Sleeping arrangements with new baby

(334 Posts)
NCsleep Wed 16-Oct-19 06:39:53

NC as DSis is on here and DH knows I post.
We are expecting our first DC any day now, currently 40 weeks. DH will be taking paternity leave for 2 weeks and then going back to FT work, fairly stressful job and he's currently out of the house approx 8am-7pm.

He has said that after paternity leave has finished, he'll "have to" sleep in the spare room as he won't be able to function at work with such broken/lack of sleep. He moans now about being knackered with 7+ or 8 hours sleep while I'm getting sod all sleep as am so uncomfortable hmm

I think that is slightly unreasonable as I'll be knackered too and it's our first baby - also neither of us know quite what to expect yet and how well DC will sleep etc. So I don't feel like we can plan that far ahead yet, whereas he seems to have it in his head that this is what is going to happen.

How do others deal with night times when their DP goes back to work? Some people i know do "shifts" but DH said he couldn't do his job properly if we did this.

I am planning on EBF (so it would be a case of me feeding and him doing nappy changes I guess) and he is generally great, absolutely pulls his weight and will be a good dad so it's definitely not a "why are you having a baby with him"/LTB situation!

OP’s posts: |
Teachermaths Wed 16-Oct-19 06:43:33

His plan is sensible tbh. He can't feed the baby which is what the majority of night wakings are for.

I think you should compromise, weekends he's in with you and weeknights he sleeps in the spare room. You and baby can sleep in the day whereas he can't. Broken sleep is hell and if one of you is well rested it does help.

Dh and I did shifts at weekends, I'd go to bed about 8 and sleep til midnight, then we'd swap as I EBF.

Your newborn won't sleep through at 2 weeks. They aren't designed to!

Ponoka7 Wed 16-Oct-19 06:45:58

I EBF and co slept, my DH, similar work situation as yours, slept in the spare room.

The baby used to go into a deep sleep around 5am and when we slept in the same bed, my DH would disturb me by getting up etc.

I've never seen the point in both parents having broken sleep.

I used to nap during the day with the baby.

BernadetteRostankowskiWolowitz Wed 16-Oct-19 06:46:17

I think as you will be awake in the night anyways, then having him awake too to do nappies is a bit pointless. No point both of you having broken sleep. And I don't think it's daft for him to sleep in the spare on the nights he is working the following day.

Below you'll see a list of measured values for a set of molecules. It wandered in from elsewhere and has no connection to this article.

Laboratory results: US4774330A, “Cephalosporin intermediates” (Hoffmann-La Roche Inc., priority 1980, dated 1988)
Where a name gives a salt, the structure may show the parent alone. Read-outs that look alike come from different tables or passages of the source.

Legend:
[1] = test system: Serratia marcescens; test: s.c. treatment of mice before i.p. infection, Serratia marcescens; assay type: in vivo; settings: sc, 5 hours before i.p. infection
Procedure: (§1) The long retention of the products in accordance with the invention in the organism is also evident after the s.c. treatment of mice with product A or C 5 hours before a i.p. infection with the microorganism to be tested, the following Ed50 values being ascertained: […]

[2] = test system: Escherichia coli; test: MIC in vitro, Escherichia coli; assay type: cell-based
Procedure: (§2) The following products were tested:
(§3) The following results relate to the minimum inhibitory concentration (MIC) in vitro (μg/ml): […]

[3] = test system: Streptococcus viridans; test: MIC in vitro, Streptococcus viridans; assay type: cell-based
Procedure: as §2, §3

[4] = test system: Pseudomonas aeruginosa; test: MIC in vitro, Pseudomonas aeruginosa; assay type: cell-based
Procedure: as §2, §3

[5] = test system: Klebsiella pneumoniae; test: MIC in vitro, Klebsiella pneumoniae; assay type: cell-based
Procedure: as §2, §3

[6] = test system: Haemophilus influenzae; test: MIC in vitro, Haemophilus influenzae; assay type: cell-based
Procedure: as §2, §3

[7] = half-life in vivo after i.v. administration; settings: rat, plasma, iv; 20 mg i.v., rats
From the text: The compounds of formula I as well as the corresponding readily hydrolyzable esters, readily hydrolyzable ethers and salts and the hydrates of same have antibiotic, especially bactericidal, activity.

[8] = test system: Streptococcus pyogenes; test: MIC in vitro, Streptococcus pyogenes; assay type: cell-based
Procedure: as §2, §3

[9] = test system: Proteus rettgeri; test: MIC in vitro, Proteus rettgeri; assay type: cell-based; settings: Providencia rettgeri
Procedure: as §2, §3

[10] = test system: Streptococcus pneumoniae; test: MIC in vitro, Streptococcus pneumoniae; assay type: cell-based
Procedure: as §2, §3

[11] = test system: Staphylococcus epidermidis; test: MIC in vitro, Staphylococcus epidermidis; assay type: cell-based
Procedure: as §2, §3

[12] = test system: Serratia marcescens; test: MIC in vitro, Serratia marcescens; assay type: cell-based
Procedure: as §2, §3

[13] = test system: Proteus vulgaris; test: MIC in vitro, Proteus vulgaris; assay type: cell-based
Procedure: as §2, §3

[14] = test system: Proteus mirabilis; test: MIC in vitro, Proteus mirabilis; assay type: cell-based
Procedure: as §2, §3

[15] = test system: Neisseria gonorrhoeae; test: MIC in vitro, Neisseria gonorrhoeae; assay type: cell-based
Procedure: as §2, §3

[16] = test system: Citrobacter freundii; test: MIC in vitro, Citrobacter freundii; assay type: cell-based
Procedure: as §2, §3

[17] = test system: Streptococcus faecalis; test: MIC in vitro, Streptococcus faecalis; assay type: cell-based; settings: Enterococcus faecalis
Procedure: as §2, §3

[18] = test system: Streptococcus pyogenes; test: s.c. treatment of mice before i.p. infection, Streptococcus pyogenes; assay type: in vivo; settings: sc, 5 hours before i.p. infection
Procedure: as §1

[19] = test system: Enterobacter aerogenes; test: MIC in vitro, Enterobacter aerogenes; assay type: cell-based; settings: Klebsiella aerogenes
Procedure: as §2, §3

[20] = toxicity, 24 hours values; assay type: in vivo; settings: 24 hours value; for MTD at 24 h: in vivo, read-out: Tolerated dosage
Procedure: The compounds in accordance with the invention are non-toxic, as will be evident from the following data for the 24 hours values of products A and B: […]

I would expect him to get up after the first early morning feed (6/7am) with the baby and do a nappy change and let them play on the playmate in the living room while they potter on getting ready to leave for work. You stay in bed for this. He can then pop the baby back into bed before he leaves for work. Similarly on a weekend, if he is having full nights sleep then he takes baby from that early feed and has them downstairs until they need their next feed so you can lay in.

We switched to bottle feeding very early on, and then Friday night's became dh responsibility. 6pm Friday I clocked off and he did all wakings, feeds, nappies til about 11am Saturday am. God that one night interrupted was amazing.

Thegracefuloctopus Wed 16-Oct-19 06:46:25

We've all said the "he's a good dad" line but are they really if they don't see the effect their actions have on their partner?
Dh and I did shifts despite dh going to work. He usually had the least sleep to be fair to him.
You need to sit your dp down and tell him that taking care of the baby day and night is not just your responsibility and he needs to take 50% just as you do. If he maintains his spare room sleeping arrangement then I don't think I could cope with the frustration at him and a new baby. It will cause a lot of animosity between you

weltenbummler Wed 16-Oct-19 06:46:53

If he works Monday to Friday he gets to sleep 7 core hours in spare room Sunday to Thursday and he does Friday and Saturday night without moaning. Also he takes over from you as soon as he gets home after work so you can grab some early evening sleep before your nightshifts

QueenofmyPrinces Wed 16-Oct-19 06:48:29

Be prepared.

Most of MN think that if the woman is BF that absolves the father of any night time help and their partner should be left to sleep undisturbed for 12 hours because God Forbid he has to go to work tired.

At lot of men seem to have jobs that they say they couldn’t perform properly or couldn’t do safely if they don’t get a full night’s sleep... hmm

I am not of this belief though and thankfully neither was my DH who was bloody brilliant. He told me we were in it together and he wouldn’t have dreamt of disappearing off to the spare room and leaving me to manage alone every night.